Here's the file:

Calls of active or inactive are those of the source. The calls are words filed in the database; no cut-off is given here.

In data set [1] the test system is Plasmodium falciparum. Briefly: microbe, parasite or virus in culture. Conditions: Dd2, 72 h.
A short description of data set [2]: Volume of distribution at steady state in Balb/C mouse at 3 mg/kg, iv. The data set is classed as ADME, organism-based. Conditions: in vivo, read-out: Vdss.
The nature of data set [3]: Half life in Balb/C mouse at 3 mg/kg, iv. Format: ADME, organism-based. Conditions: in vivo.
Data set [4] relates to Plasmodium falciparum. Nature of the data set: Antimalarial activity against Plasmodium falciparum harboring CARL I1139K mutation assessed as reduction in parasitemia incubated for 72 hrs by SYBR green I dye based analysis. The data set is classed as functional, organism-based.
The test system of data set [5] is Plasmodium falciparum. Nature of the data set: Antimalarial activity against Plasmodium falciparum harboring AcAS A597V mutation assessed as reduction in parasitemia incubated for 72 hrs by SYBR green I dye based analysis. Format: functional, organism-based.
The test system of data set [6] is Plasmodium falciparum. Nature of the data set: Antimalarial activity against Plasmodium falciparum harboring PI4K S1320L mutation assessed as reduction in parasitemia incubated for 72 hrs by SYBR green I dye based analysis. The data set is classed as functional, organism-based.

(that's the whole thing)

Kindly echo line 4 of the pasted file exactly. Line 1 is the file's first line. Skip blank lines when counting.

The nature of data set [3]: Half life in Balb/C mouse at 3 mg/kg, iv. Format: ADME, organism-based. Conditions: in vivo.